Jeff Colyer diagnosed with prostate cancer, ends campaign for Kansas governor

By: - August 30, 2021 12:27 pm

Former Gov. Jeff Colyer says he was recently diagnosed with prostate cancer and is ending his campaign for the GOP nomination for governor in next year’s election. (Tim Carpenter/Kansas Reflector)

TOPEKA — Jeff Colyer announced Monday he was ending his campaign for Kansas governor and receiving treatment for prostate cancer.

Colyer’s departure from the race clears the way for Kansas Attorney General Derek Schmidt to win the GOP nomination for governor in next year’s primary election. Colyer endorsed Schmidt’s campaign.

“While I have always focused on helping others, for the next few weeks I am going to focus on my health,” Colyer said. “I was recently diagnosed with prostate cancer like my father and grandfather. After treatment, I am confident for a full recovery.”

Colyer, a former governor and state legislator, said Kansas for the past three years has “felt the pain” of Democratic Gov. Laura Kelly’s leadership, and that it was time for Republicans to rally behind Schmidt.

Schmidt said Colyer “is a longtime friend who has led an exemplary life of service.”

“I welcome and appreciate Gov. Colyer’s endorsement and agree that now is the time to come together to elect a Republican governor for Kansas next year,” Schmidt said.

Mike Kuckelman, chairman of the Kansas GOP, said Republicans are committed to restoring conservative leadership to the governor’s office.

“The Kansas Republican Party wishes Governor Jeff Colyer all the best as he and his family focus on his health,” Kuckelman said. “Governor Colyer has served Kansas well, and Kansas Republicans are very appreciative of his years of service.”

Colyer served as Sam Brownback’s lieutenant governor from 2011 to 2018 and took over the governor’s office when Brownback left for a position in the Trump administration. Former Secretary of State Kris Kobach defeated Colyer by 350 votes in the 2018 GOP primary, before losing to Kelly in the general election.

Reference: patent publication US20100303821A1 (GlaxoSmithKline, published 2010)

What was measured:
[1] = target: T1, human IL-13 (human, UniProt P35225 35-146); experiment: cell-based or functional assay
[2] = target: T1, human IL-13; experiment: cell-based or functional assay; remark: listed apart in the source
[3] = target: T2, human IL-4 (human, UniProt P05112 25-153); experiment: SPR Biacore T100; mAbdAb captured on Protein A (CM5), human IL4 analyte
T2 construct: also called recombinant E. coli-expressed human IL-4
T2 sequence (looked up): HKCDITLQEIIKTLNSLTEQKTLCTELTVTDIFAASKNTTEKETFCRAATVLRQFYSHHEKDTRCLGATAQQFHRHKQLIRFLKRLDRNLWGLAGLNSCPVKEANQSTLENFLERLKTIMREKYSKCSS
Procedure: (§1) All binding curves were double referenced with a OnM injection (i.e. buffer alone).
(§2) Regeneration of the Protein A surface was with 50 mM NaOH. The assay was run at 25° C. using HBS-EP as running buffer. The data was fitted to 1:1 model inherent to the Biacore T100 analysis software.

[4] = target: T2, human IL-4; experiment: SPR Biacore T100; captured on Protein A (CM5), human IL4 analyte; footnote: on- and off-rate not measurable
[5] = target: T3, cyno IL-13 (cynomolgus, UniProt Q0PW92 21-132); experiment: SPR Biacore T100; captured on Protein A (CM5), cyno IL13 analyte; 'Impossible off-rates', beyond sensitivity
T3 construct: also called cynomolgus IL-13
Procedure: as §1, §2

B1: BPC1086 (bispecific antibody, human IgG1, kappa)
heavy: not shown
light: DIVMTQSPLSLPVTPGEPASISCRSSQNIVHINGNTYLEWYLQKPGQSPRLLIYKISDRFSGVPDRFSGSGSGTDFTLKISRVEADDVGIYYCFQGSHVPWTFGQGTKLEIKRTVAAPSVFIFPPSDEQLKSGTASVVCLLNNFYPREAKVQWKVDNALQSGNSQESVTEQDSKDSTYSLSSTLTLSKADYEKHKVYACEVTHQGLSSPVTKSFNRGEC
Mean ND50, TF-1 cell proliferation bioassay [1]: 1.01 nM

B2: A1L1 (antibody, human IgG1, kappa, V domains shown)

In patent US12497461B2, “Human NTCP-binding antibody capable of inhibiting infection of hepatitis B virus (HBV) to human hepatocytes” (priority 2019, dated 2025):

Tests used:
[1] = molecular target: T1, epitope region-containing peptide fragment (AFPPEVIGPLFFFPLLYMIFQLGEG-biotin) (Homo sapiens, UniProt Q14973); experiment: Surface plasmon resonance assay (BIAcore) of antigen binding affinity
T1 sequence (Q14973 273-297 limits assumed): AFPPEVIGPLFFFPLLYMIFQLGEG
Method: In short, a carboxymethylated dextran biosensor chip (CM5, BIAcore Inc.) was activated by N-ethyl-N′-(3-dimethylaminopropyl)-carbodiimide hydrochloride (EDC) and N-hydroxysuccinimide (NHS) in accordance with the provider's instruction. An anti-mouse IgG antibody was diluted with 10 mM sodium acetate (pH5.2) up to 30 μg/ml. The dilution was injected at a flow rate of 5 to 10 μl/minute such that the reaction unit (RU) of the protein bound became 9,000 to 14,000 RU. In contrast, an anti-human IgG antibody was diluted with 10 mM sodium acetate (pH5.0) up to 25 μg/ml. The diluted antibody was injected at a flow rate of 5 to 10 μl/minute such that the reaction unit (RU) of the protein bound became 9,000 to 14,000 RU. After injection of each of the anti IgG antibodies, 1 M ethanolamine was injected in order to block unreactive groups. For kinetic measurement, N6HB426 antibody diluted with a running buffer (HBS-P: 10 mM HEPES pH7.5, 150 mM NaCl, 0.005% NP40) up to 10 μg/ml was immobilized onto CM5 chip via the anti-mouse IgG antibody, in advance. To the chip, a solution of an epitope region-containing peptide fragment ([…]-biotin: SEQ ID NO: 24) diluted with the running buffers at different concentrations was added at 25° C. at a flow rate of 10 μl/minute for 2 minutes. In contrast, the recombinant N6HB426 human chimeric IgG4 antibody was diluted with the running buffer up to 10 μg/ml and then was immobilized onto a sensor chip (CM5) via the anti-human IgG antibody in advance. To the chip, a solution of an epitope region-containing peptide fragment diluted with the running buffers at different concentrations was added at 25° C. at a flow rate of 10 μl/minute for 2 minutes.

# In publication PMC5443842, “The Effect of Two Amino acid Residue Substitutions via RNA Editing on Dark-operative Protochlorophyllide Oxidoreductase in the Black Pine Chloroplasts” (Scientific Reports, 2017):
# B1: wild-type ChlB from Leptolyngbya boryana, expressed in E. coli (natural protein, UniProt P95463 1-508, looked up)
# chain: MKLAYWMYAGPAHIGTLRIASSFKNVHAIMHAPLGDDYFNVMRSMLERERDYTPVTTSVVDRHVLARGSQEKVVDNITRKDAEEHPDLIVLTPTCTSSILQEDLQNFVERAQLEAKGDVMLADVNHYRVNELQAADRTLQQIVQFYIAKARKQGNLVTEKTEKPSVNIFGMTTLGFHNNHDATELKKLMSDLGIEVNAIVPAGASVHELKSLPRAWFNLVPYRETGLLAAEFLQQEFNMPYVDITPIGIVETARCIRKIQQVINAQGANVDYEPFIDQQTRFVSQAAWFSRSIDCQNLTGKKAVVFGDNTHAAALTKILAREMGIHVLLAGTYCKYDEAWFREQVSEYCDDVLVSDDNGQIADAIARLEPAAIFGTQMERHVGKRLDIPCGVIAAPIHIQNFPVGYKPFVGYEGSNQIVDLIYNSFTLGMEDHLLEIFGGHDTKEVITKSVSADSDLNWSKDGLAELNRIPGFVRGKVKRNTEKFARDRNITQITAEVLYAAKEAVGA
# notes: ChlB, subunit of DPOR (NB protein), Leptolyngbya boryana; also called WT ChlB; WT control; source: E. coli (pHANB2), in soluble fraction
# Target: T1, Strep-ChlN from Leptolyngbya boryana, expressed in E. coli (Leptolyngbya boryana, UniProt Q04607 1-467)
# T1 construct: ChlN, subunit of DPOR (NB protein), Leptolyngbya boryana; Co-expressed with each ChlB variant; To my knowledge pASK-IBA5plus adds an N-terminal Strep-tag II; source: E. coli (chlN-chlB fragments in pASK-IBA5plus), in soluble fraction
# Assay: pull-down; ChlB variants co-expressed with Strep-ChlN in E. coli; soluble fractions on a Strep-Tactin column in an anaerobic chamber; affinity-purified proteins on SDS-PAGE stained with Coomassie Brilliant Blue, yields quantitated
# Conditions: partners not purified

As governor, Colyer said, his accomplishments included increased transparency, paid parental leave for state employees, protecting religious liberties, advanced pro-life policies, mandated sexual harassment prevention, an upgraded credit outlook for the state, and transformation of the state-run Medicaid program.

“I am proud of what we have achieved,” Colyer said. “When I completed my term, we accomplished a lot: more Kansans working than ever before, record household income, record small business formation, and a budget surplus over $1.1 billion.”

Now that he has left the political battlefield, Colyer said, he will focus on his medical practice. He said he believes “God put us here to make a difference in people’s lives.” That includes providing medical services through an international nonprofit humanitarian organization.

“To my patients, I will continue to take care of you for years to come,” he said. “If I see you as a patient in the trauma bay, know that not only will I fight like hell for you but I also know first-hand how it feels to face adversity. I will continue my international work in warzones around the world.”

In a letter to campaign supporters, Colyer encouraged civic engagement.

“While some days it seems like the challenges we face are so daunting, we must continue to work towards new solutions,” he said. “What I have seen throughout my time in public service and this campaign is that there are more of us than you realize. In every community in this state, there are folks standing up and fighting for our values, for our state, and for Kansas’ future generations.

“Our best days are ahead of us. So don’t retreat. Stay involved, just like I’m going to, because our great country, our great state, and our great people are worth fighting for.”

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Sherman Smith
Sherman Smith

Sherman Smith is the Kansas Press Association’s journalist of the year. He has written award-winning news stories about the instability of the Kansas foster care system, misconduct by government officials, sexual abuse, technology, education, and the Legislature. He previously spent 16 years at the Topeka Capital-Journal. A lifelong Kansan, he graduated from Emporia State University in 2004 as a Shepherd Scholar with a degree in English.

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